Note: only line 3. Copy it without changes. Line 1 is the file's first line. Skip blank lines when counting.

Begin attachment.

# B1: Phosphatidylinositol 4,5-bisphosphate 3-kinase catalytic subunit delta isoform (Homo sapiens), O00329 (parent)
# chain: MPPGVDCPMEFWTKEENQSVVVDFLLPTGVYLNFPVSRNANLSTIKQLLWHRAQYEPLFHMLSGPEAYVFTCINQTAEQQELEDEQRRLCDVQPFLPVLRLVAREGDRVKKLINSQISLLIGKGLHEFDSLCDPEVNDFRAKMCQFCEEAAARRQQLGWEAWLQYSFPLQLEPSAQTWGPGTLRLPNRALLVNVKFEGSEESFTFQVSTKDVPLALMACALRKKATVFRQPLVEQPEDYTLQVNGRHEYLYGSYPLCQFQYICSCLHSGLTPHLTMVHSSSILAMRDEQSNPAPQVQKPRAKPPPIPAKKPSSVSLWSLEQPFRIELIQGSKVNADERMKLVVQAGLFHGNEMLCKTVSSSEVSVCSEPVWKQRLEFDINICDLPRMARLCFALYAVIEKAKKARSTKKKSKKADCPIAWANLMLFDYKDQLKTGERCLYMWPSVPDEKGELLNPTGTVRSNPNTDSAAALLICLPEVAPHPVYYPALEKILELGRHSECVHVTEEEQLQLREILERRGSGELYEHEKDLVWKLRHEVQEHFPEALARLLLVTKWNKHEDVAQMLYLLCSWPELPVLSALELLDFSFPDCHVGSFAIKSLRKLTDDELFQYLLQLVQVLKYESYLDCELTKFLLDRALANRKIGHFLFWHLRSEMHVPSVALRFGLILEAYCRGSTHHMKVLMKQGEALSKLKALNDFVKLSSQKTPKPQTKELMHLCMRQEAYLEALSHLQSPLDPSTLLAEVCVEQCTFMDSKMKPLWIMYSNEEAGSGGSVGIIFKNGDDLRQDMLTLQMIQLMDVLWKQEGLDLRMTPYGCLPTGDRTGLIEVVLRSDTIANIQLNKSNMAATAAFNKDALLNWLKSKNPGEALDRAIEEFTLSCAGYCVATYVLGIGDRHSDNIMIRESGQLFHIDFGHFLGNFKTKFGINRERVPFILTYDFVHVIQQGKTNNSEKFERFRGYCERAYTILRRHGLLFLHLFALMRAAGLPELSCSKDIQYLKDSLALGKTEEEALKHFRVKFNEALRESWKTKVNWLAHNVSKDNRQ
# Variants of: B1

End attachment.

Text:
# Variants of: B1